A 10pm curfew for all pubs, bars and restaurants and compulsory table service will come into effect from Thursday across the whole of England, the prime minister will announce this evening.
The move has been slammed as "devastating" and "another crushing blow" for the industry.
The move, to be formally announced this evening, follows the Covid-19 alert level being upgraded on Monday from Level 3 to Level 4, the second-highest grade, meaning the virus is in general circulation, high or rising exponentially.
UKHospitality chief executive Kate Nicholls said the restrictions were "another crushing blow" for many hospitality businesses struggling to recover and urged for the new rules to be applied "with flexibility".
"A hard close time is bad for business and bad for controlling the virus – we need to allow time for people to disperse over a longer period. Table service has been widely adopted in some parts of the sector since reopening but it is not necessary across all businesses, such as coffee shops."
Nicholls said it was "hard to understand how these measures are the solution to fighting the disease" when government data showed that just 5% of infections out of the home were linked to hospitality.
She added: "Where such restrictions have been put in place locally they have not cut infection rates, merely damaged business and cost jobs.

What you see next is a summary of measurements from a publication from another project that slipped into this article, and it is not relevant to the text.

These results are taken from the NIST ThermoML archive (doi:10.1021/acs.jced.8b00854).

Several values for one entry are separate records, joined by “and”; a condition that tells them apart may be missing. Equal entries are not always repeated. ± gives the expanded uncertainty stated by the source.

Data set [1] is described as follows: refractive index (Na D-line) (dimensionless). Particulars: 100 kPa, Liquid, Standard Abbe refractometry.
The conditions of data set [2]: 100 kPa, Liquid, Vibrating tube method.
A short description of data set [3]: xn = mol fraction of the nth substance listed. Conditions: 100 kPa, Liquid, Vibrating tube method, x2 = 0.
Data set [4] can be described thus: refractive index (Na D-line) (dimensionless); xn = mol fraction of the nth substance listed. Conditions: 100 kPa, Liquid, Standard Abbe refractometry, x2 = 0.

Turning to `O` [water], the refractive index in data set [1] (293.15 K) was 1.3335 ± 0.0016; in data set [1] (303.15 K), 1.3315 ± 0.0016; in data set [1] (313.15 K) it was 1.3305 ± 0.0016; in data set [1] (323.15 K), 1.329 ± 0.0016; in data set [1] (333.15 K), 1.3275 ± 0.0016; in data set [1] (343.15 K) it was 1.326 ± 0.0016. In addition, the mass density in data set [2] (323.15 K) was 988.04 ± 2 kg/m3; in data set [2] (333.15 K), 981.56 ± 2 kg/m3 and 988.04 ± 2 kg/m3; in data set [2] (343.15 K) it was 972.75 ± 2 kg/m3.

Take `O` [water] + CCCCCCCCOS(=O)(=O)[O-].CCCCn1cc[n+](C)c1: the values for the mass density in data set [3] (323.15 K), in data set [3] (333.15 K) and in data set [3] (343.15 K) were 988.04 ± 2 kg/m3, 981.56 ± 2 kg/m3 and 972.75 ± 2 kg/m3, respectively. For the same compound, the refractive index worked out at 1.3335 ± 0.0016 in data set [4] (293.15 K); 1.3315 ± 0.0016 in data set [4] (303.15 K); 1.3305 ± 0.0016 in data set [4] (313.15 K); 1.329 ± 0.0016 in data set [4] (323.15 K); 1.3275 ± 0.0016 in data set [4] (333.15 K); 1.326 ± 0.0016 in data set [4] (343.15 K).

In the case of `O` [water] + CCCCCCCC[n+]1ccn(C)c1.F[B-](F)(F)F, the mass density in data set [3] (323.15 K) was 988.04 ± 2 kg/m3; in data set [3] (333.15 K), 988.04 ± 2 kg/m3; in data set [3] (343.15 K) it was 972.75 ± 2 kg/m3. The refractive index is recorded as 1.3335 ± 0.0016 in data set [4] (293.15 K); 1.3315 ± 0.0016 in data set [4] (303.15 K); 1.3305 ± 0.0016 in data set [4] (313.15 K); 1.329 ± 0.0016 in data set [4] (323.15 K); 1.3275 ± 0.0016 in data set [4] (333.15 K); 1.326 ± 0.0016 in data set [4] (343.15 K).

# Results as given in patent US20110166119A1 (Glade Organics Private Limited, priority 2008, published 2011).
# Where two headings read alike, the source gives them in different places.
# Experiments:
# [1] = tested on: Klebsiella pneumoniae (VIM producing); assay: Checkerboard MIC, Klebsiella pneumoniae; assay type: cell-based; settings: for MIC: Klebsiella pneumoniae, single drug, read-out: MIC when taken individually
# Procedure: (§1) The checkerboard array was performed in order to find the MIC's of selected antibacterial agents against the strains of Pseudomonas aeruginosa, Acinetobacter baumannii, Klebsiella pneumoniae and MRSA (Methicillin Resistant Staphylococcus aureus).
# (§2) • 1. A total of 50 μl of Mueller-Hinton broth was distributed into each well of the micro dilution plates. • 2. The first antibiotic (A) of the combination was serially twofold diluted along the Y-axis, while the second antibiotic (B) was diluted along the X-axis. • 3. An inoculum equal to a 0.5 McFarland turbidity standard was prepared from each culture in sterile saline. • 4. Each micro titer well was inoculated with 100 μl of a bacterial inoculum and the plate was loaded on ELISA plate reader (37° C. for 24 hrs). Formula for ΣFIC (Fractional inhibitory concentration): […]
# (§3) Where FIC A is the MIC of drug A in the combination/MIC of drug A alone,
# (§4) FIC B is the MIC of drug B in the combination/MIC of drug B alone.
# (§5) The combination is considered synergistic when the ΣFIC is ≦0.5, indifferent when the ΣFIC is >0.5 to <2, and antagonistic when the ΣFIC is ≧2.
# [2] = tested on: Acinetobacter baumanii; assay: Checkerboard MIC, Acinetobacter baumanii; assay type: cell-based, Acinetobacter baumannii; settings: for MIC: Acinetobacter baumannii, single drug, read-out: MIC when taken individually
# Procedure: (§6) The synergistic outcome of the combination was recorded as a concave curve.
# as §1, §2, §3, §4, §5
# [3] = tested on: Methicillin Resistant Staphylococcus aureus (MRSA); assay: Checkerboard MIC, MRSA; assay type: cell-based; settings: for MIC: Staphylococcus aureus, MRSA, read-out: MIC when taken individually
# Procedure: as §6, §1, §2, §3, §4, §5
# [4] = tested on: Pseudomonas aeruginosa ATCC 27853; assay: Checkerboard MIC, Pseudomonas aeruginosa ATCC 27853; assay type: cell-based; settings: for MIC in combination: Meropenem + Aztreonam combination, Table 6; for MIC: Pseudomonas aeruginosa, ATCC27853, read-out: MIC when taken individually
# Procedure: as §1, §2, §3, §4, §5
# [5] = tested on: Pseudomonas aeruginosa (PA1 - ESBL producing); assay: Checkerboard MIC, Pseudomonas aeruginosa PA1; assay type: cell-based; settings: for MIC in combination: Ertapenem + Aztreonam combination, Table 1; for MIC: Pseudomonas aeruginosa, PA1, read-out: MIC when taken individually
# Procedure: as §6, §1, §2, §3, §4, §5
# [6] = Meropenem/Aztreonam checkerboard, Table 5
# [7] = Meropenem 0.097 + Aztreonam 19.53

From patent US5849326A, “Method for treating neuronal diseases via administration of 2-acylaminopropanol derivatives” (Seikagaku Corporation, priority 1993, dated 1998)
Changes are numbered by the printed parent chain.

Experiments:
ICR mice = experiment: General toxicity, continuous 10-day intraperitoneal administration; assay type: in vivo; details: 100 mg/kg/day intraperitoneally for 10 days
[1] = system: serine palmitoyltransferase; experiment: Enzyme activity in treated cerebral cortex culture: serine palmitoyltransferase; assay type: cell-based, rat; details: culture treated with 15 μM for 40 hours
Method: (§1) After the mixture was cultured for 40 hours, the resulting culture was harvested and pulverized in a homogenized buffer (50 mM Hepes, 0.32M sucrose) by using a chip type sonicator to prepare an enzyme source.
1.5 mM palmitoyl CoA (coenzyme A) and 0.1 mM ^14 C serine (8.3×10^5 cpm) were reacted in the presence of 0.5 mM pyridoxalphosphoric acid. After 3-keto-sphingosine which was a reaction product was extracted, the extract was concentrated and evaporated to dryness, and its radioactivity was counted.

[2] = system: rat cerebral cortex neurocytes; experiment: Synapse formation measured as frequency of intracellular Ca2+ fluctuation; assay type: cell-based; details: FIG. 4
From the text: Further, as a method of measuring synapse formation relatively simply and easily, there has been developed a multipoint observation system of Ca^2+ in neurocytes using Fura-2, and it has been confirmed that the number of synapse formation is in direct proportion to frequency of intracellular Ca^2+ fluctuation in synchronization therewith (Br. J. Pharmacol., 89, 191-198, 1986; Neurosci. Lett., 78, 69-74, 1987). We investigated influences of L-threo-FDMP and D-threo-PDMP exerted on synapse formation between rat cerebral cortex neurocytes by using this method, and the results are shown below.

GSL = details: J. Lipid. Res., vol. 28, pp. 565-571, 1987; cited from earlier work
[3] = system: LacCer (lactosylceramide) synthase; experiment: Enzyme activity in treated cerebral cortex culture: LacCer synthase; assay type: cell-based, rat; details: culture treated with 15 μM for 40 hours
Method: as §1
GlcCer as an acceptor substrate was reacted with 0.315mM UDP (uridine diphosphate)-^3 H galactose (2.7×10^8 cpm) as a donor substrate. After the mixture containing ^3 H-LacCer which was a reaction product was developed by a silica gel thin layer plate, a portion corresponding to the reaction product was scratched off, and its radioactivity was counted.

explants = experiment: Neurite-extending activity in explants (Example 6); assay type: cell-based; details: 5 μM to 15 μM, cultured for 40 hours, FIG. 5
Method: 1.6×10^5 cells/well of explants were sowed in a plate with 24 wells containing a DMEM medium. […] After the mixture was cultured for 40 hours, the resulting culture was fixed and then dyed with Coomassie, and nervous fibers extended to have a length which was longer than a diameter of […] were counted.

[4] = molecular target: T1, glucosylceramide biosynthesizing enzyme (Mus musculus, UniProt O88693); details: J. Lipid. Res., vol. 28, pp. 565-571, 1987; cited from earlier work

"Most critically, government needs to recognise this will damage confidence even further and it is now inevitable that the sector will struggle long into 2021."
The news has been received with dismay across the industry, with operators left asking "why us" and highlighting that the new measures will cause guests to all leave a venue at the same time, in a less managed manner, while limiting many establishments to one evening service.
Chris Mitchell, managing director of contract caterer Genuine Dining Co, described the move as "the final nail in the coffin for a lot of businesses and lost confidence for people".
Just yesterday operators in the north east had shared how the same curfew, which came into force on Friday as part of localised restrictions, had impacted their businesses.
Adrian Grieves, owner of Garden House Inn in Durham, said weekend sales had been "disastrous".
He added: "We were down by 70%. It's only families that can go to a bar or a pub. Confidence is obviously knocked. Everybody's running scared and we're not getting any guidance as to how to put it right.
"It was going okay when we first reopened but since they put this in, it's collapsed. It's taken the confidence out of everybody."
Ahead of the announcement hospitality operators had called on the government not to penalise them to deflect from or compensate for its failures.
London's night czar Amy Lamé said: "There's nothing magic about 10pm. The virus doesn't care what time it is. What we need is a fully functioning testing system and a fully functioning contact tracing system."
Nicholls has added that a "new support package" for the sector is now essential. "We need to see an early signal that the VAT cut will be extended through to the end of 2021; that the business rates holiday will continue next year; and an enhanced employment support package specifically for hospitality.
"We agree with the government that we are all in this together. Hospitality has played its part by investing in Covid-secure venues and reassuring their customers.
"Now, it's time for government to demonstrate its commitment to the sector and its recovery – hundreds of thousands of livelihoods depend upon it."
She added: "Even a relatively minor change like closing at 10pm as opposed to 11pm puts a significant dent into a business."